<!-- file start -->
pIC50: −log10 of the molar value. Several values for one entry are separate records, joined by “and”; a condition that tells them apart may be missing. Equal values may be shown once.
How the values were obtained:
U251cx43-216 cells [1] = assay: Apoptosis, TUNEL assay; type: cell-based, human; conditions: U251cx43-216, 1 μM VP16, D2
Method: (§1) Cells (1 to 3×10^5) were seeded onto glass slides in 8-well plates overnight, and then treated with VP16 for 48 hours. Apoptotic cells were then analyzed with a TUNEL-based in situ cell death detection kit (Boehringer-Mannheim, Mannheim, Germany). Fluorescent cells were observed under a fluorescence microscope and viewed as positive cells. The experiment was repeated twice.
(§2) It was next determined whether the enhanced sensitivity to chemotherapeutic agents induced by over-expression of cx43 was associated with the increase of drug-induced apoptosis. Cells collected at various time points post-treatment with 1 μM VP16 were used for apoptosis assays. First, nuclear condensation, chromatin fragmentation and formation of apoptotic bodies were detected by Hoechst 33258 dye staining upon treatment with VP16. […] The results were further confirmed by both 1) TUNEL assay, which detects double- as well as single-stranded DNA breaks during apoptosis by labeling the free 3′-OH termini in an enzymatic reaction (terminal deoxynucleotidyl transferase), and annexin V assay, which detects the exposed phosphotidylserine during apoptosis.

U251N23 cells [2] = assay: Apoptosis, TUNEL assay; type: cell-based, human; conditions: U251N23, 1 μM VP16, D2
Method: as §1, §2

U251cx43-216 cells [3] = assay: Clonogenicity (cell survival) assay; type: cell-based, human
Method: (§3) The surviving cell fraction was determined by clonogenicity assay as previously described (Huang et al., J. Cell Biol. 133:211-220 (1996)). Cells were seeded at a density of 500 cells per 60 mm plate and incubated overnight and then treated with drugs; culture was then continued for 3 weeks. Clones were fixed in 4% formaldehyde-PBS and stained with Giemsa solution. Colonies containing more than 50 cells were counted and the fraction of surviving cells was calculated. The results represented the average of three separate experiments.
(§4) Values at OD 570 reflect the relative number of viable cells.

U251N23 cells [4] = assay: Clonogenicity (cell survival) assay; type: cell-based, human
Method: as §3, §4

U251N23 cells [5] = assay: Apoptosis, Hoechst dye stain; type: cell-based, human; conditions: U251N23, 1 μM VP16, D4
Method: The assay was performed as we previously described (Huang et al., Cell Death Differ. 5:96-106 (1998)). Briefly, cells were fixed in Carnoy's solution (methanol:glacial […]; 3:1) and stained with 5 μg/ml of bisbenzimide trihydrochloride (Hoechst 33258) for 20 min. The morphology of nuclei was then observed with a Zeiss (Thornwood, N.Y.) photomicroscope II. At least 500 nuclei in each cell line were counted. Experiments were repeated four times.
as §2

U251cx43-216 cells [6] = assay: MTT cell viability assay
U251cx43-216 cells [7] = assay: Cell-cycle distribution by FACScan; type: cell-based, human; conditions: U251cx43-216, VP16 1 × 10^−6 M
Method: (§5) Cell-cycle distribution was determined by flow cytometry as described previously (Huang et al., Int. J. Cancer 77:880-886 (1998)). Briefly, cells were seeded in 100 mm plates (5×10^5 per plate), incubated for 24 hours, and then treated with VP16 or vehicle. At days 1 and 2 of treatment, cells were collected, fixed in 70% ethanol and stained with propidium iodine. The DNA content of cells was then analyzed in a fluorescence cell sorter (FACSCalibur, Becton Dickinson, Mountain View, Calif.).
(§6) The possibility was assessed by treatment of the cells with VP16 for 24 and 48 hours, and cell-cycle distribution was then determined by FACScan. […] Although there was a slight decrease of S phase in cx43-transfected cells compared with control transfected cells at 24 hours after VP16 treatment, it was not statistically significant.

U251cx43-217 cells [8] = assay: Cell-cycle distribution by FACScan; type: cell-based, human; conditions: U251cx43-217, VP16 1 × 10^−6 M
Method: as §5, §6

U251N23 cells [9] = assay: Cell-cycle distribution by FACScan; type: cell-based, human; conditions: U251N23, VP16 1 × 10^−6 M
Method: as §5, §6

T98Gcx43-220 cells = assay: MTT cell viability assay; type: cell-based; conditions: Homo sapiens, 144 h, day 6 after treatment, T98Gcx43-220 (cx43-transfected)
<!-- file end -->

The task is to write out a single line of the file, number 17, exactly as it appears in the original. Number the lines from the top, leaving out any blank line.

U251cx43-216 cells [7] = assay: Cell-cycle distribution by FACScan; type: cell-based, human; conditions: U251cx43-216, VP16 1 × 10^−6 M